The question – the recurrent question – asked at those events (after a reading, say, or at a literary festival) when the author is expected to wax lyrical and wise on all manner of subjects is ‘what advice would you give to a writer who is just starting out?’ I asked it myself last Monday of Peter Finch, and he gave a damn good answer – the same answer I always give – which is to read more.

Andrés Neuman. According to Roberto Bolaño "The literature of the 21st century will belong to Neuman and a handful of his blood brothers."

On his blog, Argentinian poet and prizewinning novelist Andrés Neuman (whose fabulous novel, Traveller of the Century will be available in English from February next year) says he was recently asked by a magazine to give six items of advice to beginners, and his perplexed reply was, in my loose translation, as follows:

1. Don’t conform to the patronising attitudes of older writers. They were also young, and in all probability more clueless.

2. Tradition doesn’t weigh on us, but invites us in. We write as we read: writing is a supreme form of re-reading.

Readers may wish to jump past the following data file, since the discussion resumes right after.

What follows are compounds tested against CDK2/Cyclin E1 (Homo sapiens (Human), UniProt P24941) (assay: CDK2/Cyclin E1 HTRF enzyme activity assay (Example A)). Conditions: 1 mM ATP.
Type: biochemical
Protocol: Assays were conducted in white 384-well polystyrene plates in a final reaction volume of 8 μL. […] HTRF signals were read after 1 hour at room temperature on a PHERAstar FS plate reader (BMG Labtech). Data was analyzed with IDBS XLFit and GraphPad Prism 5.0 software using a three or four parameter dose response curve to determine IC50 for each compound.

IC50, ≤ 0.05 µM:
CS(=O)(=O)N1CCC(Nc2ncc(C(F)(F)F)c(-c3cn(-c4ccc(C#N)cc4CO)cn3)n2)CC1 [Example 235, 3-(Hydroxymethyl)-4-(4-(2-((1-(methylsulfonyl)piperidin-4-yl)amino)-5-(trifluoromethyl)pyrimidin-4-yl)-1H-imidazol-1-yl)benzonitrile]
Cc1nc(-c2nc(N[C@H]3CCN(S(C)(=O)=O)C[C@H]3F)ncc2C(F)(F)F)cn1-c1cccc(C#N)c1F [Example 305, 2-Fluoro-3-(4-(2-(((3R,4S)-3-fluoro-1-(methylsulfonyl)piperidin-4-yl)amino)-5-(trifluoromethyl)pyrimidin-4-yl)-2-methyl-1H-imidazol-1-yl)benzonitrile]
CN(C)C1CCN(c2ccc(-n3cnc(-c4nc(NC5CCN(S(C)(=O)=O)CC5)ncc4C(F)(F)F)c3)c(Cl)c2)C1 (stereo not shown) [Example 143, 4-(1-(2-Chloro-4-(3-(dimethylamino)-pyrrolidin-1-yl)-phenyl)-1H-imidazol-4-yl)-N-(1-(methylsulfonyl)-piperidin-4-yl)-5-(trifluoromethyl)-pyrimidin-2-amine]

3. Try, make mistakes and try again. A bad manuscript is worth far more than a supposed genius who abstains from writing, just to be on the safe side.

4. Keep correcting, to the limits of your patience.

5. Remember that we are all beginners: writing is an inaugural art and lacks experts.

6. Don’t accept six pieces of advice from anyone. One is already too many.

Otherwise – and this is completely unrelated, I was flicking through the cyberworld yesterday, and I discovered that Joseph Hill of the reggae band Culture died five years ago already, when I wasn’t looking. At the risk of going on like an old fart I remember going to see Culture at the 100 Club in Oxford Street, must have been 1977, and being knocked for six, unless that was just from inhaling the fumes from all the people who had been consorting with Mr Bong and Mr Spliff. Anyway, here is a song to remember him by.